The World Bank Group (WBG) Board has endorsed a new Country Partnership Framework (CPF) with Mozambique for the Fiscal Years 2017-2021. The CPF focuses on a set of objectives reflecting the Government of Mozambique’s five-year program (Plano Quinquenal do Governo); development priorities identified in the WBG’s own diagnostic (SCD); and the institution’s comparative advantages. In line with these principles, the CPF objectives are organized into three focus areas: promoting diversified growth; investing in human capital; and enhancing sustainability.
“This approval comes at a crucial juncture for Mozambique. The country needs to prepare for its upcoming resource-rich status and develop a more diversified and productive economy, which will depend on how effectively natural wealth is reinvested into human, physical, and institutional capital,” said Mark Lundell, World Bank Country Director for Mozambique, Madagascar, Mauritius, Seychelles, and Comoros. “Among other things, this strategy will support institutions and build systems in Mozambique to achieve just that.”
Against the backdrop of longer term challenges such as stimulating more diversified and inclusive growth, the country’s short-term prospects are considerably challenging in result of recent revelations regarding unreported debts. The institution’s current focus will be on helping the country to address the macroeconomic consequences of the undisclosed debt and restore confidence. The Bank will help the authorities address these challenges in close coordination with the International Monetary Fund (IMF) and will make use of advisory support on fiscal consolidation and debt management, among other instruments. It will also support efforts to address underlining causes of conflict such as those pertaining to land, forest, and natural resources management.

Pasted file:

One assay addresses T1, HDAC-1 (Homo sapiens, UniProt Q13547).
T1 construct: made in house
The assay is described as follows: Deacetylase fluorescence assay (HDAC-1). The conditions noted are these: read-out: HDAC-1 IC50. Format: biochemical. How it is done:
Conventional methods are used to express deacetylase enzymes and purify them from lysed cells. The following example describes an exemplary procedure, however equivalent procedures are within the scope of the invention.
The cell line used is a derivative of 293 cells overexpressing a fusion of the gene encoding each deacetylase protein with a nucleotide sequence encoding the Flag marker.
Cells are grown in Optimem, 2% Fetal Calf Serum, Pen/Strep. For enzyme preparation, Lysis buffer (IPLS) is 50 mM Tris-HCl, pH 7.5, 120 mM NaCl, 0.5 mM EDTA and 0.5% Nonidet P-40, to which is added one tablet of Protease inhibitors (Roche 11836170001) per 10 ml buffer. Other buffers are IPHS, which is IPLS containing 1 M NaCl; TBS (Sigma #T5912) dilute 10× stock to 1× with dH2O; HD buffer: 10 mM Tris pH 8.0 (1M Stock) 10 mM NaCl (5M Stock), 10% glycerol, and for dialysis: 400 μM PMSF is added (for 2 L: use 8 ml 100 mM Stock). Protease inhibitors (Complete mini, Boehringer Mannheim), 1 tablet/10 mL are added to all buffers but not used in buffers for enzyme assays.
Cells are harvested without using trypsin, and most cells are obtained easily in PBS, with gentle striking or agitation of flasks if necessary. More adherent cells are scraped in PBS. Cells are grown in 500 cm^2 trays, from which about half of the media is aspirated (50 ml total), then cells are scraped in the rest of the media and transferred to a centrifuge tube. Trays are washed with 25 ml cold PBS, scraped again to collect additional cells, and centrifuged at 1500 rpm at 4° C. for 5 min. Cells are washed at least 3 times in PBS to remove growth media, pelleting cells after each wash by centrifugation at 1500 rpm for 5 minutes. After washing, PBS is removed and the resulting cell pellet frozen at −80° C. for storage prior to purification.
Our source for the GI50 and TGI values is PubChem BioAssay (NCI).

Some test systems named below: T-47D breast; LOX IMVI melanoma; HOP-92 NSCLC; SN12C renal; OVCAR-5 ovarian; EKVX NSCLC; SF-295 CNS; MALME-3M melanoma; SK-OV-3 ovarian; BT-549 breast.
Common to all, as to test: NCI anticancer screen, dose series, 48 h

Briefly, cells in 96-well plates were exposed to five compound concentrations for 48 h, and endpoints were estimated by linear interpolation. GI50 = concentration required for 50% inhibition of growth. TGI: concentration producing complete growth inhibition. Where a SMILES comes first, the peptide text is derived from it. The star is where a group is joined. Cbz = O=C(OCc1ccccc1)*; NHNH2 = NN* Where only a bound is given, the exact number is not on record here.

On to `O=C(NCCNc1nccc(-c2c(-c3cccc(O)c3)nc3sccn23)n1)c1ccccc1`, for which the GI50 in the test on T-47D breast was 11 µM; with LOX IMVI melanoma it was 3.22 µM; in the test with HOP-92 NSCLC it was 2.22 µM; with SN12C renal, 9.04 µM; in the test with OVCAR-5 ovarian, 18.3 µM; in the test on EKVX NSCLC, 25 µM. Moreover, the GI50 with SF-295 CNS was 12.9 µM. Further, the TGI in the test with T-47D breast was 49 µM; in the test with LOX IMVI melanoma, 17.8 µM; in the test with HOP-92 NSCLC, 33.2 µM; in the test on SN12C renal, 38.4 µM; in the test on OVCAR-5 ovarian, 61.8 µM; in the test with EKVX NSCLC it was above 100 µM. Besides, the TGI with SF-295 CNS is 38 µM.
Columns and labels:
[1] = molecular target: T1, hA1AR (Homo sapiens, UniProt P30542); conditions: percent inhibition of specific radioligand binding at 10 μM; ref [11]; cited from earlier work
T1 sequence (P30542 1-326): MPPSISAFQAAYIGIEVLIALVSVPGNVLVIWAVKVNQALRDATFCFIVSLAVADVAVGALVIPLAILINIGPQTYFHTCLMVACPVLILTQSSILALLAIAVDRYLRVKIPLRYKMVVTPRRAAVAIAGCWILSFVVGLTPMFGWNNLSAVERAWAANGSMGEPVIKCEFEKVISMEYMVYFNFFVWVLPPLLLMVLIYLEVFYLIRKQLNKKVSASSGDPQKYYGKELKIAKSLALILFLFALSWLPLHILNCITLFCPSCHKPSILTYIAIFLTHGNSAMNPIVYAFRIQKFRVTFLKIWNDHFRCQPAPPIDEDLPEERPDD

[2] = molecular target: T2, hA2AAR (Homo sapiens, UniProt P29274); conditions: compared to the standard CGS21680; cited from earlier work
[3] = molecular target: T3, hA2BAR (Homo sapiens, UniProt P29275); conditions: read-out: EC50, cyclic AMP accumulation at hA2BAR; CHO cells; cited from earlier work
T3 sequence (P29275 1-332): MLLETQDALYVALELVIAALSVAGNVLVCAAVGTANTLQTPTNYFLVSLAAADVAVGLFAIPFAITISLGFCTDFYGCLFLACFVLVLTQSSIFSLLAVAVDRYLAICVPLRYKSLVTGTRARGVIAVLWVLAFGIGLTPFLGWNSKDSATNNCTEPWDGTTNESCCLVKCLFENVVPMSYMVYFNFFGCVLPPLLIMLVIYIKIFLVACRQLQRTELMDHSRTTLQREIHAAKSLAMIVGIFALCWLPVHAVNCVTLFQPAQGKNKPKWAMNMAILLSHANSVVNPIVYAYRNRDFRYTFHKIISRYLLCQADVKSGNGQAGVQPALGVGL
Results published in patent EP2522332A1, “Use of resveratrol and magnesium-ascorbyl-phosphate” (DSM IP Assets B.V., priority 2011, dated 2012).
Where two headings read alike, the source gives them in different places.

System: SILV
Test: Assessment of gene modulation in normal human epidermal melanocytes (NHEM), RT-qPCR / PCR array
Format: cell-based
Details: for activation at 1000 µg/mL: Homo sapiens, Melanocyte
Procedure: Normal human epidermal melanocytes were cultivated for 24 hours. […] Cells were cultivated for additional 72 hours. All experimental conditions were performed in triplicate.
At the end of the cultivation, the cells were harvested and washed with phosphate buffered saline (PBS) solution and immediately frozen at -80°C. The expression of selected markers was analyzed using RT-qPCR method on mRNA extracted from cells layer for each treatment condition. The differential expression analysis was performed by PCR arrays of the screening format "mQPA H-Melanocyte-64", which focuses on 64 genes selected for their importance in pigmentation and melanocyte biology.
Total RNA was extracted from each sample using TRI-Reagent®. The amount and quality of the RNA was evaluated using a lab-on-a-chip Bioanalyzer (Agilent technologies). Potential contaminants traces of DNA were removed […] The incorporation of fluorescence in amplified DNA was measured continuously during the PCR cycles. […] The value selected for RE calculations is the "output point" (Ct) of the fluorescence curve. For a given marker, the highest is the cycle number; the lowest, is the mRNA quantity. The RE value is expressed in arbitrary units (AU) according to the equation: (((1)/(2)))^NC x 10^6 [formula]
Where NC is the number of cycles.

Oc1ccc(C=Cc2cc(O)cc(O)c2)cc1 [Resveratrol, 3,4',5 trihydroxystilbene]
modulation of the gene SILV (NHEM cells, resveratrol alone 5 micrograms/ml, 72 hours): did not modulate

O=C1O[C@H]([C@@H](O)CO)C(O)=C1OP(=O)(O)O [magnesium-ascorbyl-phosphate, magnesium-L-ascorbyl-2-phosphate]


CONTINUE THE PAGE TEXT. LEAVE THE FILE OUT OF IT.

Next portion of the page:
The International Development Association (IDA) and the International Finance Corporation (IFC) – the private sector arm of the World Bank Group, will work side by side in stimulating and leveraging the private sector, including in key sectors such as agriculture (and its value chains) and energy. IFC’s investments and advisory services in the financial sector will remain a strategic priority, helping to increase access to finance for businesses across the country, and providing integrated SME development solutions.
This strategy’s indicative financing envelope is US$1.7 billion from (IDA). Approximately US$120 million are available during FY17. From FY18 onwards an indicative IDA allocation in the range of US$410 million per year is planned subject to the annual IDA performance-based allocation and overall resource availability. The resumption of budget support operations, halted following the debt revelation, will depend on Mozambique’s progress in restoring debt sustainability and an adequate fiscal and macroeconomic framework.
This strategy was developed in dialogue with the Mozambican authorities and validated through a series of stakeholder consultations such as private sector, development partners, and civil society, including national and international NGO’s, academia, and media. The strategy is consistent with the World Bank Group’s twin goals of eradicating extreme poverty by 2030 and boosting shared prosperity.